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How to Write a Novel

Step Ten: Character Viewpoints

This is a really fun step, in which you get inside the skin of your characters, discover if there are any impossibilities (such as someone being in two places at once) in your plot plan and give the story a level of depth that you just couldn't get by coming at it from your omnipotent author viewpoint.

What you're going to do is write a synopsis of the story from the point of view of each of the major characters.

If you’re using the Novel Factory, once you’ve created your scenes, they will appear in the Viewpoint Synopsis tab of each character’s details. In each one, describe the scene from that character’s point of view. Or if you’re not using the software, just do it in your chosen format.

You should let your imagination loose at this point, so don't worry too much if you get carried away, just don't burn out before you've done them all!

If your story is primarily told from the point of view of the lead character, it’s not necessary to do the synopsis from their point of view – the novel will do that.

Do your best to try to really get into each individual character; speaking as they would speak, noticing what they would notice and even using metaphors that they would. Does your character use a lot of long words or a lot of slang? Do they immediately scope out the decor of a room, the people in it, or the escape routes? Do they use a lot of sporting metaphors or sea ones, or sensory ones?

A useful technique is to imagine the character sitting on a stool in the middle of a room, being asked to explain what happened.

Before you write each character story synopsis, make sure you check over the notes you already have to remind yourself of what you've already learned about your character. This will help you keep it consistent and also inspire the synopsis.

The character story synopsis should not tell the entire history of the character, starting when they were a child (unless that's relevant), but should start at the first relevant point to the story. This may, however, be before the story begins for the lead.

For scenes where the character is not ‘on stage’ it’s still a good idea to make at least brief notes about what they’re up to. Think about what the character is doing in-between encounters with other characters and appearances in the story. You don't have to know every single detail, but they should never vanish from existence.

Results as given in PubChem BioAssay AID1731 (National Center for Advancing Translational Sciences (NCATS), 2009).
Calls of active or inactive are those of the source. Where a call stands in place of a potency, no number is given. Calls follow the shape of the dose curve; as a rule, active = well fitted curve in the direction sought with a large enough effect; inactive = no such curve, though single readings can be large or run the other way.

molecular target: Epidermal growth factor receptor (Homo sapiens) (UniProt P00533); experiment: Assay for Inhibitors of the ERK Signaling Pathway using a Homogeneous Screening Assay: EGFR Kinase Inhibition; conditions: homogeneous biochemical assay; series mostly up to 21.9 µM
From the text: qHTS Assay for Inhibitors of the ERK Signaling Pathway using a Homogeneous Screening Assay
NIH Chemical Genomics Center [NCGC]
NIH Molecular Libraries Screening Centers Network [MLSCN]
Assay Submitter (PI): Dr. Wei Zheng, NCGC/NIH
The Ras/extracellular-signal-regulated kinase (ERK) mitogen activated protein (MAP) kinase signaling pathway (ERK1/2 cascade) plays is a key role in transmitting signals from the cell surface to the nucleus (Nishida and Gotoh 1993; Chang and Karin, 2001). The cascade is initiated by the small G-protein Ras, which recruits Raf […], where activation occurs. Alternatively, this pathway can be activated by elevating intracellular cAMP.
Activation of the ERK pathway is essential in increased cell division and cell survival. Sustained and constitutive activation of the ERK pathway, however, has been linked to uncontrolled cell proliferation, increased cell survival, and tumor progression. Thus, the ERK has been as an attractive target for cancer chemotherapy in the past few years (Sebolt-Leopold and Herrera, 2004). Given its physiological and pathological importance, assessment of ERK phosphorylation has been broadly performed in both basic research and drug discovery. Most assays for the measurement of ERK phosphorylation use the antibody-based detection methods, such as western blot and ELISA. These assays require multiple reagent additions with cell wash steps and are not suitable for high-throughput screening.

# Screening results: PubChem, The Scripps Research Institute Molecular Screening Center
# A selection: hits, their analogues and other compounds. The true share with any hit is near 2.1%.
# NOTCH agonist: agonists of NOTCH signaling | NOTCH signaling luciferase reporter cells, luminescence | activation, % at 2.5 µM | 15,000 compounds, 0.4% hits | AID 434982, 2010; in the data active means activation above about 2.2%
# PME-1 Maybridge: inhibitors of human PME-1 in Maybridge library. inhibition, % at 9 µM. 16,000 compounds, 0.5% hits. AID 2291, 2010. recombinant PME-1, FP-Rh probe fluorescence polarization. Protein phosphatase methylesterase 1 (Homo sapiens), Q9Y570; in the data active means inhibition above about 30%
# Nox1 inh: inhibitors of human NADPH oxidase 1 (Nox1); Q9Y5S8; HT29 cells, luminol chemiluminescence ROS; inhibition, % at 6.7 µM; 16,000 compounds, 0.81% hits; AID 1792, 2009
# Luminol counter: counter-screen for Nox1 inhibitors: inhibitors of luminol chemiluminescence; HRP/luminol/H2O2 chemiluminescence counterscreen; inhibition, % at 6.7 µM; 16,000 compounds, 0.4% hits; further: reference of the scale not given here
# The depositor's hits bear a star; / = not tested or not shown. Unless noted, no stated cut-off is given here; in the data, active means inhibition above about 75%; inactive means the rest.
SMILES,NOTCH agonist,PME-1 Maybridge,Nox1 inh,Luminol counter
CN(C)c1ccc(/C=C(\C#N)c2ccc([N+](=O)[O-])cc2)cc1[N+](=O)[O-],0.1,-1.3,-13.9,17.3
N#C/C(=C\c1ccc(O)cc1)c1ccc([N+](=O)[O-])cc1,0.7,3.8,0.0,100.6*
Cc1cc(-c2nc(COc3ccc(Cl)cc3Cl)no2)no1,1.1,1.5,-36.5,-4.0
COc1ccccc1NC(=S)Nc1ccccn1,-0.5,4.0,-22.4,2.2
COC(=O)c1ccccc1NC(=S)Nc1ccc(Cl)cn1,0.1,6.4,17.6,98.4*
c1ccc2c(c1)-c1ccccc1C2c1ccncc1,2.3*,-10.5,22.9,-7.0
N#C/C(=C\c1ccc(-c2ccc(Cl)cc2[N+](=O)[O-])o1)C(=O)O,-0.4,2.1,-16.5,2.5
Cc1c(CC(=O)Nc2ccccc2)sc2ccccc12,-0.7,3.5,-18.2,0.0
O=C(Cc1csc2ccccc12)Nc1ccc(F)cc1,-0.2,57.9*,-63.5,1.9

By doing this sort of synopsis, not only will you get to know your characters better, but you will make them seem much more real, as it forces you to think about what they're doing when they're not in your main narrative. This starts to give them their own lives, and can affect how they behave when they are in the main narrative.

For example, if you haven't thought about what a character has been doing immediately before your lead encounters them, they may tend to be in a neutral mood, and just hanging around doing nothing, or doing something vague. Once you've walked through the story in their shoes though, you might know that they've just had an argument with their sister, or just received a long awaited letter, or simply just stubbed their toe. How will this affect how they receive your lead?

At this point you will probably need to go back to make more edits to your scenes and plot points, and insert any other useful notes.

In this way you can add more interesting complications and conflict, which increases depth and realism.

Task Ten: Complete Character Viewpoint Synopses for each of your major characters.

Click here to go to the next step or go back to the Novel Writing Roadmap overview.

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